In many countries, less than ten percent of people are diagnosed with diabetes. However, about one-third of adults may already have varying degree of pre-diabetes symptoms and they could be just one step away from having full-blown diabetes. Globally, diabetes is among the leading causes of death. Uncontrolled diabetes may cause stroke, heart attacks, blindness, kidney failure and loss of limbs.
One way to treat diabetes is to adopt healthy diet and diabetics are required to keep carbohydrate intake at approximately 50 grams per meal and 20 grams per snack. Other than maintaining a balanced diet, they are also required to have a healthy lifestyle. As an example, even healthy people are encouraged to achieve ideal body weight and this is a critical part on preventing diabetes. Weight control is essential for both healthy people and those with diabetes. In fact, everyone should adopt the diabetic way of eating, because it focuses on balanced nutrients.
The first piece of advice for people with pre-diabetes symptoms is to have a meal planning. It is important to meet carbohydrate requirements without overloading our body with it. Determining the amount of carbohydrate we eat each day is an important method to stay on track. We just couldn’t afford to sit down and start grabbing everything on the table. This is a common way people ingest more carbohydrate than they need. People with pre-diabetes should consider how they get all important nutrients from a meal in balanced ways. As an example, by the end of the day, they should think what fruits and veggies they ate today.
Experts suggest that we shouldn’t leave home without healthy snack, such as nuts and chopped fruits. To maximize nutrients, we could bring a small bowl of fruit with yogurt and topped that with chopped nuts. Other alternatives are dried fruits and whole-grain granola bars. This is a good method to have enough carbohydrate and protein in a healthy way. Good fat and protein in snack could slow down our digestion, making us feel full longer. This way, we won’t need to look for snack every 30 minutes. In fact, people who don’t bring healthy snack when they go outside may end up chomping a huge unhealthy sandwich that they purchase in a stall.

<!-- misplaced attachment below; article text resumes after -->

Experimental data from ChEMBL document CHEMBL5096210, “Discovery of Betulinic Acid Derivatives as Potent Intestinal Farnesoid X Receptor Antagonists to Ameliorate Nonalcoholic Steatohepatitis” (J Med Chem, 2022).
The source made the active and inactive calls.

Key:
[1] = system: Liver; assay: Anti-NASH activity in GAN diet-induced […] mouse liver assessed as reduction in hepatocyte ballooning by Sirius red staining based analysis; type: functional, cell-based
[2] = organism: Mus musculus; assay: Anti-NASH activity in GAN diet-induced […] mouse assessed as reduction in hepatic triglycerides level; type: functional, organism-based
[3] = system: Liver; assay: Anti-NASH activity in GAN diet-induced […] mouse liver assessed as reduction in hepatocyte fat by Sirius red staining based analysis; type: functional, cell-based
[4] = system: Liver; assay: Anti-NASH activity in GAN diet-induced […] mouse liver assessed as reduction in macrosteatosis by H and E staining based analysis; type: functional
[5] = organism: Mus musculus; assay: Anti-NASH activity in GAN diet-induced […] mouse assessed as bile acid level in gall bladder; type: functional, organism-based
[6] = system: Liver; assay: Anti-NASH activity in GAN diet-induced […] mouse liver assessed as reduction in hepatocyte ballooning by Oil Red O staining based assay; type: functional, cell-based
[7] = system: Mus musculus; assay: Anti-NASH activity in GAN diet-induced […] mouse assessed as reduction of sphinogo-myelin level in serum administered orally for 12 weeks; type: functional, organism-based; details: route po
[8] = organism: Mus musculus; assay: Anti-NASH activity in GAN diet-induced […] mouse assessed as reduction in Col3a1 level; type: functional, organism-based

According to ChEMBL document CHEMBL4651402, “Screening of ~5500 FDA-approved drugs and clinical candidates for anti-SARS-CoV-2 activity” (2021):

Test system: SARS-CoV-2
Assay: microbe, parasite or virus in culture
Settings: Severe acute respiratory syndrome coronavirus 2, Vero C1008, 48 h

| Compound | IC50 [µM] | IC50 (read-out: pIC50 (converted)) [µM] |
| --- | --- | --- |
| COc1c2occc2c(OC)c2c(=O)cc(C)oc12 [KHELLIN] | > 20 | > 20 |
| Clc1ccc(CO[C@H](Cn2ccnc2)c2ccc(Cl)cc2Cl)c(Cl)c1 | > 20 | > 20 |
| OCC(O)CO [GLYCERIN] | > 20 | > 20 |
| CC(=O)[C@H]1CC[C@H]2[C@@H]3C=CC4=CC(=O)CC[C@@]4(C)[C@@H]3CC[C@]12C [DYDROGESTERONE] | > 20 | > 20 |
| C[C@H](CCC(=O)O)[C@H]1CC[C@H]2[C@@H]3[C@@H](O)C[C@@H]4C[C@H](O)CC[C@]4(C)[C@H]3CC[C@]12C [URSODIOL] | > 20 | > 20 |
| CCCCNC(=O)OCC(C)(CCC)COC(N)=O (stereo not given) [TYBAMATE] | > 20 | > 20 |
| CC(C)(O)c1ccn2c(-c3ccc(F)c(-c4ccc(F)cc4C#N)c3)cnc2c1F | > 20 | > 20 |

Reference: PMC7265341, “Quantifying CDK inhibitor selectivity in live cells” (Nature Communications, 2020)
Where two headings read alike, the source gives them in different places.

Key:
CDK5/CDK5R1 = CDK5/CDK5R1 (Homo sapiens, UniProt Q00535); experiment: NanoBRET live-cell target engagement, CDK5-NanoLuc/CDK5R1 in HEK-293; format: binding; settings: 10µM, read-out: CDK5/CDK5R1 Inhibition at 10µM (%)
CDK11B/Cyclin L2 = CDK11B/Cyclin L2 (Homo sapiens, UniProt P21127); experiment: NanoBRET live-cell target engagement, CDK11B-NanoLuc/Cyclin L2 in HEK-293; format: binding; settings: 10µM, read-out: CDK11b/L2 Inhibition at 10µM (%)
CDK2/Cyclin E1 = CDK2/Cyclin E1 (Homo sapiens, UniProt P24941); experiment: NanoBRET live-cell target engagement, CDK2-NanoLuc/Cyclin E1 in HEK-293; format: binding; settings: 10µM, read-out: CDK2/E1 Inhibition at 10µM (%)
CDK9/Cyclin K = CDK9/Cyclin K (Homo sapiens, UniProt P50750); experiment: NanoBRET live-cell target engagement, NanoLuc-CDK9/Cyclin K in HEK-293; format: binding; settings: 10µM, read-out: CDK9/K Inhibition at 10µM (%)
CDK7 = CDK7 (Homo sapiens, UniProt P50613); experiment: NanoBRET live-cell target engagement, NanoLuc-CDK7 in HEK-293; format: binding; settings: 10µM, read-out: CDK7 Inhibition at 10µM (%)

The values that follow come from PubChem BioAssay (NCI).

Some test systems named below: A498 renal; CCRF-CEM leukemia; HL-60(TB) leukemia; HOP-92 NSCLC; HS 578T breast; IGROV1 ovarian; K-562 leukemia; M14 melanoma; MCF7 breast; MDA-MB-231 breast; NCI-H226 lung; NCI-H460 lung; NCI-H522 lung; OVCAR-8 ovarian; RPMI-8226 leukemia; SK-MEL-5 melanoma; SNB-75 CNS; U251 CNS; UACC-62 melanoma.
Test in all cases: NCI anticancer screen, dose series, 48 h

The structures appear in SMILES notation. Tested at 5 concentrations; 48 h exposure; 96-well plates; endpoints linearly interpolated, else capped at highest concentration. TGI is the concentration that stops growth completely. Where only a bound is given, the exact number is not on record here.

When we go to grocery shopping, people with pre-diabetes symptoms should read food labels and fully understand what they are buying. They should know bad fats from good fats. Experts also emphasize differences between unsaturated and saturated fats. Healthy fats are typically categorized as unsaturated fats, which stay liquid at room temperature, these include canola and olive oils. On the other hand, saturated fats are solid when stored at room temperature, these include bits of fat on meat and butter.
When people with pre-diabetes want to control their weight, they should consider the total fat content, because it contributes significantly to the total calories. There are some exceptions to this. Peanut butter and salmon are packed with fat, but they are typically healthy. The total fat content is high in both foods, but the content of unsaturated fat should be higher. It’s the kind of fat that’s good for our heart and it’s something that people need to pay attention to, regardless of whether they have pre-diabetes symptoms or not. For many people, it could feel discouraging for them to transition away from certain kind of foods. For this reason, it would be better to make small changes nearly every day so people with pre-diabetes could start reaching dietary goals. Small steps to take include adding vegetables in snack and eating whole grain bread instead of white bread option. It’s all about slowly incorporating new changes in lifestyle. Changes are important to prevent diabetes and many people urgently need to reach dietary goals in less than a year.